29th Nov 2022


This WEEK to see EU foreign relations summit

  • Herman Van Rompuy - searching for the EU's strategic objectives (Photo: Council of the European Union)

In what is to be his first major foray in the foreign policy arena, EU council president Herman Van Rompuy will on Thursday (16 September) preside over a meeting of EU leaders and foreign ministers to examine the bloc's relations with its strategic partners.

The one-day and single-themed meeting is an attempt by an Mr Van Rompuy to ringfence where the EU's strategic priorities lie, with the 27-nation Union more often in the news for its divisions on external issues and many larger states still content to view certain regions as having particular importance.

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Mr Van Rompuy, for his part, has to date been more associated with economic issues - he is currently chairing a taskforce looking into tightening the EU's economic governance rules. However, his post, which he formally took up at the beginning of the year, also puts him in charge of representing the EU on foreign policy at leader level.

The summit comes as the EU is increasingly worrying about its global role. Top politicians regularly warn that the EU risks being marginalised as other more cohesive regional powers rise.

On Wednesday, the European Commission is due to publish a series of proposals related to the financial markets as part of a general aim to rein-in the actions of market speculators, thought to have contributed to the financial crisis.

The three proposals will tackle derivatives, short-selling and credit default swaps (CDS). Short-selling involves a trader 'borrowing' underlying assets such as shares and selling them to a buyer. Sometime later the trader then buys an equivalent amount of shares back, hopefully at a lower price, thereby pocketing the difference. Naked short-selling is a type of short selling without first arranging to borrow the asset. CDSs are insurance-like products. They have received criticism for exacerbating Greece's debt crisis.

The commission has been stung by accusations that it is not acting quickly enough to regulate in the area. Before the summer break, France and Germany sent a letter to president Jose Manuel Barroso asking him to move more quickly. The EU executive had originally planned to table such proposals in October.

Meanwhile, at the beginning of the week, monetary affairs commissioner Olli Rehn will take the economic temperature of the EU when he publishes the commission's interim economic forecasts.

Mr Rehn will also be in the European Parliament on Wednesday to speak at a public hearing on economic governance in the eurozone. The hearing will be attended by Lorenzo Bini Smaghi of the European Central Bank and Carlo Cottarelli from the International Monetary Fund.

The European Parliament will spend the week preparing for the month's second plenary session in Strasbourg, beginning 20 September. But MEPs have made time for a two-day conference with MPs from Canada, Denmark, Finland, Iceland, Norway, Russia, Sweden and the US to discuss the effect of the melting Arctic as well as the EU's intended ban on seal products.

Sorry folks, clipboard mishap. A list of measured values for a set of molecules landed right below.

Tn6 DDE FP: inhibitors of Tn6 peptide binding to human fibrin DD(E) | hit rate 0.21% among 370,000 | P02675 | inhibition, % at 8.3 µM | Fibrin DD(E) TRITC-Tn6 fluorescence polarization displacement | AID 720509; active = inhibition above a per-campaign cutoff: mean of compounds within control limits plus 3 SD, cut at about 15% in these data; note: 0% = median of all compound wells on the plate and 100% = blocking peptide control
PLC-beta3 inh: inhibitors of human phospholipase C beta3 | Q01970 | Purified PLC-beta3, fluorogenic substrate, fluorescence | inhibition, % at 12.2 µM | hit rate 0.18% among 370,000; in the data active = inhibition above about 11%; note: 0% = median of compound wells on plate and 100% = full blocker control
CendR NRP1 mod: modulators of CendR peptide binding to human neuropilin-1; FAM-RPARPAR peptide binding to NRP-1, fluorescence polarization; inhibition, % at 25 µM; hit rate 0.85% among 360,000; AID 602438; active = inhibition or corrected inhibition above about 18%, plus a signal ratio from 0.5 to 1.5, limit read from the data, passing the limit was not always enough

In a surprise move, the EU's court in August suspended the seal product ban just before it was to go into place. The court injunction was obtained by the Inuit Tapiriit Kanatami, a Canadian Inuit organisation. The Canadian authorities, meanwhile, want to have the law struck down by the World Trade Organisation in Geneva.

At the beginning of the week, Ukraine president Viktor Yanukovych will meet Mr Barroso to discuss a forthcoming EU-Ukraine summit. The visit comes amid media reports of an increasingly repressive climate in the country under the pro-Russian leader.

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In the European Parliament, MEPs will hear from ECB president Christina Lagarde, Kyiv's Vitali Klitschko, and from the three candidates proposed by the EU Commission to be the new boss of EU border agency Frontex.

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The European Parliament will proceed with allowing the recovery fund to be used for energy transition, and EU Commission vice-president Frans Timmermans will set out proposals on zero pollution.

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The EU Commission on Tuesday is expected to put forward emergency measures on energy — but it is not clear if it will include price-caps, before leaders discuss the plans at a summit in the second half of the week.

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Sviatlana Tsikhanouskaya, a leader of the democratic forces in Belarus, is expected to address MEPs, while lawmakers will narrow down the finalists for this year's Sakharov Prize for Freedom of Thought.

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